Hundreds of thousands join the struggle to put an end to El Salvador's abortion ban
|Publication Date||22 April 2015|
|Related Document(s)||On the Brink of Death: Violence Against Women and the Abortion Ban in El Salvador|
|Cite as||Amnesty International, Hundreds of thousands join the struggle to put an end to El Salvador's abortion ban, 22 April 2015, available at: http://www.refworld.org/docid/5539f27c4.html [accessed 20 November 2017]|
|Disclaimer||This is not a UNHCR publication. UNHCR is not responsible for, nor does it necessarily endorse, its content. Any views expressed are solely those of the author or publisher and do not necessarily reflect those of UNHCR, the United Nations or its Member States.|
Hundreds of thousands of people have joined together to call on El Salvador to scrap its shameful and discriminatory abortion ban which has resulted in women and girls dying unnecessarily and dozens being imprisoned for pregnancy-related complications, some for up to 40 years, said Amnesty International.
Today the organization's Americas Director Erika Guevara-Rosas, will deliver a petition containing more than 300,000 signatures to the office of El Salvador's President Sánchez Cerén asking him to repeal the country's abortion ban.
"For almost two decades women in El Salvador have suffered the consequences of this outdated, draconian law and now 300,000 voices from the global community join their struggle to stop the injustice. This is now a deafening chorus of concern that cannot be ignored. President Cerén must heed this call," said Erika Guevara-Rosas.
"This cruel and discriminatory ban has no place in modern society, where women and girls should have control over their reproductive and health decisions. The ban has led to women being incarcerated for decades for obstetric complications, and has pushed others to dangerous, clandestine abortions that often end in them dying."
Amnesty International members and activists around the world are joining local women's rights groups to call on Salvadoran authorities to provide women and girls with access to safe and legal abortion services, at a minimum, when the pregnancy is a risk to their lives, health, or when the pregnancy is a result of rape or in cases of severe foetal impairment.
The country's repressive laws mean women and girls found guilty of having an abortion face between two to eight years in jail. The ban on abortion even extends to girls who have been raped. It effectively forces everyone to carry a pregnancy to term, even if this will have devastating psychological or physical effects. Medical practitioners also face jail terms if found to be facilitating abortions.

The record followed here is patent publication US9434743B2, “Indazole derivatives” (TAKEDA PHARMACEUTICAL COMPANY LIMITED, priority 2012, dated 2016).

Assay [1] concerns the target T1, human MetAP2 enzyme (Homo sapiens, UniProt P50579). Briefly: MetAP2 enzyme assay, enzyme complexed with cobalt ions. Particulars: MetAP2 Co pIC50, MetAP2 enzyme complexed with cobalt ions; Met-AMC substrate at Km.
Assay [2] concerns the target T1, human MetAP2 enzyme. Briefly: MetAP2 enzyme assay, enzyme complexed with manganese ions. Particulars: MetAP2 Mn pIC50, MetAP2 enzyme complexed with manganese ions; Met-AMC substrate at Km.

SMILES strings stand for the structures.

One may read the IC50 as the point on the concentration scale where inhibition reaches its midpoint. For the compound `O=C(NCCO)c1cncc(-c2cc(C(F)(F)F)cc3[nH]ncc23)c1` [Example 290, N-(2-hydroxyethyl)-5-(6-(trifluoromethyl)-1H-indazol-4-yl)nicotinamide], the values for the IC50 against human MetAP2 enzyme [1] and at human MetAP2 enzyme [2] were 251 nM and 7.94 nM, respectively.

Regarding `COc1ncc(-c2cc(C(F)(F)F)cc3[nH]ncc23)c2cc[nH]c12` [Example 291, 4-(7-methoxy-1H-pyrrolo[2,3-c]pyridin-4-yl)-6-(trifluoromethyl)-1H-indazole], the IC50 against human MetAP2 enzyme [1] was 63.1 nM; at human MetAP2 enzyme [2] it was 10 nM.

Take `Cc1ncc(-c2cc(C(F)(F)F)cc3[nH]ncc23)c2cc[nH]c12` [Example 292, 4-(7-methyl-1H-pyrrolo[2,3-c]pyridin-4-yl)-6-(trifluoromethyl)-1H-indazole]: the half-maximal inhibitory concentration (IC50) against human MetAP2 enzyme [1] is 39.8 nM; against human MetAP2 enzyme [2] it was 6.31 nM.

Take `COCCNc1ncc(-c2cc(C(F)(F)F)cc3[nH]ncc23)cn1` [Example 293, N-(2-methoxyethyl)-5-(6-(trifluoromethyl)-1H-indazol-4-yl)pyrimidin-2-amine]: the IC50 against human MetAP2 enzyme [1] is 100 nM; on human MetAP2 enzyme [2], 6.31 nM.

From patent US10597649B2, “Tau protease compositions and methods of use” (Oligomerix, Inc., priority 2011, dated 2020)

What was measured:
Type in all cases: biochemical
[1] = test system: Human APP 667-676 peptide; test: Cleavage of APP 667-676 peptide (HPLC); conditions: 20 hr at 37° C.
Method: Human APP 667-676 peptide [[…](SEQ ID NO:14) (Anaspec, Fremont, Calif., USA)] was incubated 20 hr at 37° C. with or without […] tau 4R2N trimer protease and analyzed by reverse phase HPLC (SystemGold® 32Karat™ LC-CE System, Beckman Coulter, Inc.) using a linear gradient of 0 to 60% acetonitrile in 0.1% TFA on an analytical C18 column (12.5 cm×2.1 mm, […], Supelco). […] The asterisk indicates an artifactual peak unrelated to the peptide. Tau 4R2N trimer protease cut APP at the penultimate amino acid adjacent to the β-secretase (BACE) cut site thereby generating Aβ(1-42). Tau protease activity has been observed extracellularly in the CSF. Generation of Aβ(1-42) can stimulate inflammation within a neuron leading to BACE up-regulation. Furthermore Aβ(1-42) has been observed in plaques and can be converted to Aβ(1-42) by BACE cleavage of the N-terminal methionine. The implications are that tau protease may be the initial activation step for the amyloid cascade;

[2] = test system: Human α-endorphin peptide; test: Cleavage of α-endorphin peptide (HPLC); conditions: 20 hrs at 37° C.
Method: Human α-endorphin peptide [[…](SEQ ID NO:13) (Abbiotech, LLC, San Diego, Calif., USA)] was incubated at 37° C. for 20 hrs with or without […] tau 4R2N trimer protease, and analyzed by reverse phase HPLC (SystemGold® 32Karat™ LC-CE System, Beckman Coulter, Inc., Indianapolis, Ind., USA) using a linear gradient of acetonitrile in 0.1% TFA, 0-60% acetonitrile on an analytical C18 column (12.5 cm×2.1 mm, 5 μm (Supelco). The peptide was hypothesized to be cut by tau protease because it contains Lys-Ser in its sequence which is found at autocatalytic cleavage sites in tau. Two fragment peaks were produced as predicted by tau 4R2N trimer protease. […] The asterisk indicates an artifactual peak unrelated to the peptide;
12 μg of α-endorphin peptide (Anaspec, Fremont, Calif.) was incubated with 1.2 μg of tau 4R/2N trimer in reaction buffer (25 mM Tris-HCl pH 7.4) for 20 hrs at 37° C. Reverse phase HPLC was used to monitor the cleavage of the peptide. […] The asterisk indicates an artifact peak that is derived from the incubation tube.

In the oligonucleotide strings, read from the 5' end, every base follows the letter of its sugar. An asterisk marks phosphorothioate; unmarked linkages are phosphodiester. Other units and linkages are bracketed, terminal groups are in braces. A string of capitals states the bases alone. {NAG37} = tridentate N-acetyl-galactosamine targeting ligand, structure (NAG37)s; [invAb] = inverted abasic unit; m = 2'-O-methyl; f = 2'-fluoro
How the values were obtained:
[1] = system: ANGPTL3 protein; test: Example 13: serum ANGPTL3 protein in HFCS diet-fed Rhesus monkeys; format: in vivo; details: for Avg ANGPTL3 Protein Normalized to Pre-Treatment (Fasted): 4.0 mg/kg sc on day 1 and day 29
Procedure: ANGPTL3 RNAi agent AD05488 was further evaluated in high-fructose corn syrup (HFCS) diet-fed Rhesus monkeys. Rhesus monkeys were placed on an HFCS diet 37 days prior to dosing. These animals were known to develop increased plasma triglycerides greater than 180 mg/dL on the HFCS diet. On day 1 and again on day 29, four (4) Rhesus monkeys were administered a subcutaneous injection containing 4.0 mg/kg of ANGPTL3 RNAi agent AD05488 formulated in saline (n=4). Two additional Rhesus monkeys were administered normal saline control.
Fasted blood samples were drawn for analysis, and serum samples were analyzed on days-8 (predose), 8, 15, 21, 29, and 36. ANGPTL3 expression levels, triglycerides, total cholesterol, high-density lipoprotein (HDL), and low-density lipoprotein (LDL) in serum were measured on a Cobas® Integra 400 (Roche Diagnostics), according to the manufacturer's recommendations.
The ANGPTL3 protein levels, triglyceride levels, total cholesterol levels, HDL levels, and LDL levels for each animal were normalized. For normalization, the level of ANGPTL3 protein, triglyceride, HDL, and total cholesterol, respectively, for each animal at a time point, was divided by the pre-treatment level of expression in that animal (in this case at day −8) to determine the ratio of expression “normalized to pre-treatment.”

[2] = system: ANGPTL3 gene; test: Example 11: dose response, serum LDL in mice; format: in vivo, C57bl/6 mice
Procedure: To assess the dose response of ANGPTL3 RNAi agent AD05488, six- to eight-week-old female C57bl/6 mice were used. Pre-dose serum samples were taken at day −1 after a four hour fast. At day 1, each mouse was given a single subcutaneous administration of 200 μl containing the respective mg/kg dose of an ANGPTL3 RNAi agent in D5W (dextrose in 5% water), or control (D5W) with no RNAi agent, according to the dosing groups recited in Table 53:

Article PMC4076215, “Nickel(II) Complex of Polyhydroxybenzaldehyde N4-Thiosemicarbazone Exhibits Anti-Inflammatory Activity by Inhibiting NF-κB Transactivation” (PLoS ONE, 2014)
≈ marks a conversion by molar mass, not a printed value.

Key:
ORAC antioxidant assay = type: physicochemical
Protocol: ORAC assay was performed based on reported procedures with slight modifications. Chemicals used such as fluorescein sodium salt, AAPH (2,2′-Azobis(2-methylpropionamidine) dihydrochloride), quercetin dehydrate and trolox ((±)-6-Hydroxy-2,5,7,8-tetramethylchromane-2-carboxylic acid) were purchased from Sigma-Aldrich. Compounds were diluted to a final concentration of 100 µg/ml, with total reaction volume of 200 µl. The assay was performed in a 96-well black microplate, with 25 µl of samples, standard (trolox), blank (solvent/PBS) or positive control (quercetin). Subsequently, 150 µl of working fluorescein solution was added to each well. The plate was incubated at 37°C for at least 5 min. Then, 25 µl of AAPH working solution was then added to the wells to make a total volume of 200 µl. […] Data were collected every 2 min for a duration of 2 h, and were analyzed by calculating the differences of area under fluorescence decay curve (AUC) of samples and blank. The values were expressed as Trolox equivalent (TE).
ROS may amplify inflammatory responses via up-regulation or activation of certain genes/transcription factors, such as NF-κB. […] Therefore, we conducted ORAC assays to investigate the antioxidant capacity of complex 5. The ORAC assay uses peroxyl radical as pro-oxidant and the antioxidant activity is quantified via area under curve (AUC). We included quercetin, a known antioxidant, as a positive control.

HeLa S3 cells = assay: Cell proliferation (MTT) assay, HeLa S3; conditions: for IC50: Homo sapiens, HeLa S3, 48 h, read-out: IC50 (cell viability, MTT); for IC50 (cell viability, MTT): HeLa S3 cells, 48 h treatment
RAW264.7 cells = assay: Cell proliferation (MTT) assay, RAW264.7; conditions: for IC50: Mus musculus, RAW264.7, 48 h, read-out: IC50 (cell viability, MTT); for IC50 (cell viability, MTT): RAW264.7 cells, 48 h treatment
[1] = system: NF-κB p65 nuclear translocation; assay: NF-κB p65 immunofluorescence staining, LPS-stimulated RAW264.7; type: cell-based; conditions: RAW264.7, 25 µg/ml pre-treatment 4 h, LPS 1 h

The ban has created a fear of prosecution so pervasive that doctors now call the police if women or girls present having miscarried. This has led to women being sentenced with aggravated homicide and sentenced to up to 40 years in prison for nothing more than a failed pregnancy.
Amnesty International has been campaigning on the cases of 17 women, known as "Las 17" who have all been imprisoned for pregnancy-related crimes. One of those women, Carmen Guadalupe Vásquez Aldana received a presidential pardon in January after authorities recognized there were "judicial errors" in the original prosecution. She finally walked free from jail after seven years, on 22 January 2015. Another woman was released last year after having served her term, but 15 more remain behind bars.
Amnesty International is calling for the immediate release of all women and girls who have been imprisoned for having an abortion or criminalized for pregnancy-related complications.
"From Argentina to Switzerland people around the world are watching El Salvador hoping for justice to prevail. We will not forget the scores of women languishing in prison nor the rape survivors forced to carry their pregnancies to term," said Erika Guevara-Rosas.
"We cannot forget the women and girls staring death in the face, either because their pregnancy could kill them or because they are forced to under-go an unsafe, clandestine abortion. We can but hope this petition will remind President Sánchez Cerén and other authorities in the country that they must not forget these women and girls either. We won't."
Five other Latin American countries have similar abortion bans, including Chile, Haiti, Honduras, Nicaragua and Suriname. Of these, Chile is taking steps to rectify its statutes: In January, President Michelle Bachelet presented her Congress with a draft bill that would permit abortion when a mother's life is at risk; if a foetus will not survive; or in cases of rape. If passed, the bill would reverse that country's total abortion ban, implemented in 1989. In December the Dominican Republic decriminalized abortion in cases of rape, incest, foetal impairment or when the mother's life is at risk.
In March 2014, Amnesty International launched a global campaign to protect people's right to make decisions about their health, body, sexuality and reproduction without fear of discrimination and without state control or coercion. The 'My Body My Rights' campaign urges governments to decriminalize abortion.